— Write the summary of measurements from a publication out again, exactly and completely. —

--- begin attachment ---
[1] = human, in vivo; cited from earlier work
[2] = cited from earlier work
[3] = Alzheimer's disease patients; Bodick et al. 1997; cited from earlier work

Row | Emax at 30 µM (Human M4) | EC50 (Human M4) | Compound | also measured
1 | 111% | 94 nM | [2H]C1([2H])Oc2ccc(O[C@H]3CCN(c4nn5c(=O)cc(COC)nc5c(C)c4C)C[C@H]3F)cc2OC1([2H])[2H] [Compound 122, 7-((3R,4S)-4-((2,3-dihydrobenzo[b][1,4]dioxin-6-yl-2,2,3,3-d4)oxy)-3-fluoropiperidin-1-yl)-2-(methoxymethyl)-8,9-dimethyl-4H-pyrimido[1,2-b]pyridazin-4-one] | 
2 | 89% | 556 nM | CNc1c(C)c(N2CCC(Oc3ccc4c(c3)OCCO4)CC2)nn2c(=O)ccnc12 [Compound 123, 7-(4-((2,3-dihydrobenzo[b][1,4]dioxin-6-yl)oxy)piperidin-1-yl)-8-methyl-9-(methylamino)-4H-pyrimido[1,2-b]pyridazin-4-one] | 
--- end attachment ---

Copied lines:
[1] = human, in vivo; cited from earlier work
[2] = cited from earlier work
[3] = Alzheimer's disease patients; Bodick et al. 1997; cited from earlier work

Row | Emax at 30 µM (Human M4) | EC50 (Human M4) | Compound | also measured
1 | 111% | 94 nM | [2H]C1([2H])Oc2ccc(O[C@H]3CCN(c4nn5c(=O)cc(COC)nc5c(C)c4C)C[C@H]3F)cc2OC1([2H])[2H] [Compound 122, 7-((3R,4S)-4-((2,3-dihydrobenzo[b][1,4]dioxin-6-yl-2,2,3,3-d4)oxy)-3-fluoropiperidin-1-yl)-2-(methoxymethyl)-8,9-dimethyl-4H-pyrimido[1,2-b]pyridazin-4-one] | 
2 | 89% | 556 nM | CNc1c(C)c(N2CCC(Oc3ccc4c(c3)OCCO4)CC2)nn2c(=O)ccnc12 [Compound 123, 7-(4-((2,3-dihydrobenzo[b][1,4]dioxin-6-yl)oxy)piperidin-1-yl)-8-methyl-9-(methylamino)-4H-pyrimido[1,2-b]pyridazin-4-one] | 